Moreover, as multiple teams build features concurrently, using a shared staging environment becomes a bigger problem. Any bugs that are introduced impact other teams that rely on the shared environment, which limits the number of features that can be developed in parallel at any one time.
As workarounds, some organizations clone multiple copies of a staging environment to create a pool of environments or timeshare a single environment across many teams/features. Unfortunately, the former approach typically incurs a substantial cost increase, and the latter presents a bottleneck as the time waiting for the environment to be available increases.
Scaling Environments for Microservices
The key to improving engineering productivity around new feature development is to provide fast and high-quality feedback throughout the software development life cycle. However, the inability to scale environments that enable shift-left testing causes the challenges above with dependencies and collaboration. In addition, cloning environments is cost-prohibitive, so a new approach to multi-tenant environments is needed.
A new approach to scaling environments cost-effectively is to use application-level multi-tenancy to create a large number of high-fidelity environments that exist in parallel. Instead of isolating infrastructure, this approach isolates requests by labeling and dynamically routing traffic. We refer to this model as Sandbox environments.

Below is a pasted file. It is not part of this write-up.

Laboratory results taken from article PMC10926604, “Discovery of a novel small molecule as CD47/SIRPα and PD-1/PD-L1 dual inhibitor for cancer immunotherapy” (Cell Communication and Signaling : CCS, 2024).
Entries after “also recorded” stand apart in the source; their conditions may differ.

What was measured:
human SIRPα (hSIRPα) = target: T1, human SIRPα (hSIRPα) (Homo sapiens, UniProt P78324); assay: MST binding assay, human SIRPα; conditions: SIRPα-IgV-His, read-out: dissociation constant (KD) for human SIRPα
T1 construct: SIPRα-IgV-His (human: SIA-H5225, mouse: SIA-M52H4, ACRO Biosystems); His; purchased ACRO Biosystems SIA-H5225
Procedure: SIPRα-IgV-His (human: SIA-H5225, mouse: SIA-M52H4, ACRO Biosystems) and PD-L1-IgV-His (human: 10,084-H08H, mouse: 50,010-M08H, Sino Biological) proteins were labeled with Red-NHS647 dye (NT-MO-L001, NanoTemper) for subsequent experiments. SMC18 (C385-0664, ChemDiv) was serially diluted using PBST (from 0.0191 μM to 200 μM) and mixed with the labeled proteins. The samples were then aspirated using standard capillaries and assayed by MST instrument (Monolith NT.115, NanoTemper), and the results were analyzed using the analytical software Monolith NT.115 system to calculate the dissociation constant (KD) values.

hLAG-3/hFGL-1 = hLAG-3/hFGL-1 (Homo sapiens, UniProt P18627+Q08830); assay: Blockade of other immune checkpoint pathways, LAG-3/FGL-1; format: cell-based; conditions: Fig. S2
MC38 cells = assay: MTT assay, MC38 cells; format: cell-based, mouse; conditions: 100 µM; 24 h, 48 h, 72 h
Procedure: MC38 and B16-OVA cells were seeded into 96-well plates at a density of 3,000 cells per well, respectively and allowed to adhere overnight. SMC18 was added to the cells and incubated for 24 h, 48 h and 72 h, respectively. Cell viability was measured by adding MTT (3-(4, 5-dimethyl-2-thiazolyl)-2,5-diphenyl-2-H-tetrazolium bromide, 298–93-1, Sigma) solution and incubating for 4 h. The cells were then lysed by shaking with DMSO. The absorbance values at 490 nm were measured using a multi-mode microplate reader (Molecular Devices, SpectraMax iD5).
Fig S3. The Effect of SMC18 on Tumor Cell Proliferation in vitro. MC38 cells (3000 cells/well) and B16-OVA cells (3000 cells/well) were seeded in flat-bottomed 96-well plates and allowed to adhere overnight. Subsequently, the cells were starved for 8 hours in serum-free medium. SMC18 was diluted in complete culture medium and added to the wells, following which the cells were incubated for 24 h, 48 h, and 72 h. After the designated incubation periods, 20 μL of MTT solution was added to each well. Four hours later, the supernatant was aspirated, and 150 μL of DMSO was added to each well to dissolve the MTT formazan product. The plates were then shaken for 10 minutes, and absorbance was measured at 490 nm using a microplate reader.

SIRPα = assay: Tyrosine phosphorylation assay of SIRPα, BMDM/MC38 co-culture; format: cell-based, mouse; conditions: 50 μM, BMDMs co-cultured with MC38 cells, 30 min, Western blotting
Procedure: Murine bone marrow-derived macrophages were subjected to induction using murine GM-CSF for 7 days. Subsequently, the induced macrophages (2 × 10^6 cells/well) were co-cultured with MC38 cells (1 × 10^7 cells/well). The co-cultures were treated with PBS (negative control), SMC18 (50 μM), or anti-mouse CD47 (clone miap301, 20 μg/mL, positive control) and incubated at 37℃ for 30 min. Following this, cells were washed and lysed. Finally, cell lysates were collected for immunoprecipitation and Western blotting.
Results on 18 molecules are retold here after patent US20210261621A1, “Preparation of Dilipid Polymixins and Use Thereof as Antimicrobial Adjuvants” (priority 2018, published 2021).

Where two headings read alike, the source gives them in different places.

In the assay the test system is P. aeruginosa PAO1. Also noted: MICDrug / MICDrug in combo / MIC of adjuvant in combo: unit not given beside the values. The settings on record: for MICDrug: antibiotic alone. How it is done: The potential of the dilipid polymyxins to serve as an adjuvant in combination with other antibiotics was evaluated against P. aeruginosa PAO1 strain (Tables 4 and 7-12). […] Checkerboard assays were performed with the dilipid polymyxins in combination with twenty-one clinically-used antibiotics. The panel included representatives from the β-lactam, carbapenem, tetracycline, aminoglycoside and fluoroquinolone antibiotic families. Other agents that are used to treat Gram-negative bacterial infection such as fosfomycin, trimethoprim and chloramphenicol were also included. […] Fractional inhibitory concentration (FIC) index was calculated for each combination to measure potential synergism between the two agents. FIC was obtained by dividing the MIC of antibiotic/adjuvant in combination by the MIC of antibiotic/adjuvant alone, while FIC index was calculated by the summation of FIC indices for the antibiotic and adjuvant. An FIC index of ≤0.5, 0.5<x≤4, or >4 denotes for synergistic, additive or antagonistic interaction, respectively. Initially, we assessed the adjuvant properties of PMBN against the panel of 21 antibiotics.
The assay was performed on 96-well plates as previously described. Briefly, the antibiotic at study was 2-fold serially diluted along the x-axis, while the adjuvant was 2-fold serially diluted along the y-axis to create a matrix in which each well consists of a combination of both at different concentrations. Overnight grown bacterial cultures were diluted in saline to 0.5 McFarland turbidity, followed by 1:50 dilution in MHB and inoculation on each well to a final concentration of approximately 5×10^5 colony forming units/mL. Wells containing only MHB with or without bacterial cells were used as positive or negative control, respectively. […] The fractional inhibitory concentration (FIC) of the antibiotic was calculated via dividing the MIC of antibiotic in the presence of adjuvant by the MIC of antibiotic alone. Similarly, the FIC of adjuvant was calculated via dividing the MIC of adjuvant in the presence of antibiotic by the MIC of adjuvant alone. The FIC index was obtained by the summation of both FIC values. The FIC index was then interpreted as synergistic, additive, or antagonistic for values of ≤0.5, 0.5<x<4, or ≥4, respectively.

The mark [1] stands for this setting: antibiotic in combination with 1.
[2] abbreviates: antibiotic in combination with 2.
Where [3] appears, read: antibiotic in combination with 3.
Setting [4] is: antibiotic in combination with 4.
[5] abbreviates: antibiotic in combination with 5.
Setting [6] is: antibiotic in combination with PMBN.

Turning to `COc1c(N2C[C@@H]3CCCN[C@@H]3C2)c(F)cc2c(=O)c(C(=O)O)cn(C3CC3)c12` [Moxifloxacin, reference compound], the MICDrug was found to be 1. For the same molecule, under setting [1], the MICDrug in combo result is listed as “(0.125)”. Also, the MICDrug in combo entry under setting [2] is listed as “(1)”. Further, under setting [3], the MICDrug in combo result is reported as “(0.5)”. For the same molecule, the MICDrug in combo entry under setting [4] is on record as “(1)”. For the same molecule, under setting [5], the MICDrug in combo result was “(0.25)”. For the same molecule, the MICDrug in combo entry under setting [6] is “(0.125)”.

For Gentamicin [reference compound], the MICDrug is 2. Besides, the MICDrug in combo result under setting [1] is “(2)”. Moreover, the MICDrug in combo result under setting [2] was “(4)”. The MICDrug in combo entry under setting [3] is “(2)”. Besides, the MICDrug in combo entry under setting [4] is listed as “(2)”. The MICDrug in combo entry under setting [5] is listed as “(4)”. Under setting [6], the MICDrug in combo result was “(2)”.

Using Sandbox environments, teams can create many high-fidelity environments within one physical Kubernetes cluster without the infrastructure expense or operational burden of duplicating physical environments. In this model, the baseline environment that is continuously updated by a CI/CD process is shared safely between all the Sandboxes.
The Sandbox model of environments has many benefits:
- It’s cost-effective. Each environment uses minimal resources, enabling hundreds or even thousands of lightweight, ephemeral environments to be created.
- It’s fast. Each environment spins up in seconds.
- It ensures testing is valid. The “under-test” versions of services are always tested against the baseline, which is continuously being updated.
- It promotes early collaboration. Developers working across code repositories can collaborate by rapidly publishing and consuming new API changes.
Greater Scalability With Sandbox Environments
Access to Sandbox environments pre-merge makes for very fast iterations and collaboration across API boundaries without waiting for slow CI/CD workflows. Not surprisingly, many leading companies, including Uber, Lyft, and DoorDash, use Sandbox solutions to build microservices at scale.
Without Sandbox Environments
With Sandbox Environments
Developers commit changes to their main branch, deploy to a staging environment, and test their changes end to end.
Developers must follow this complex testing process whenever they change their services.
Developers commit changes to their feature branches and test their changes end to end using high-fidelity Sandbox environments.
Developers can perform feature, regression, and usability testing using shared resources on an ongoing basis.
Because isolation is built into high-fidelity Sandbox environments, developers can make changes independently, collaborate on API development and testing, and quickly consume each other’s changes. Features can be tested pre-merged, and problems can be discovered and corrected with fast feedback loops.
Today, teams need to scale the number of environments to support parallel feature development, particularly as the number of microservices increases. While the traditional approach of cloning environments is not cost-effective, this new Sandbox approach changes the microservices collaboration and testing paradigm. Sandbox environments enable parallel feature development, promote collaboration across teams, and are cost-effective to scale, which is why their use is becoming increasingly common in large and small organizations.
Opinions expressed by DZone contributors are their own.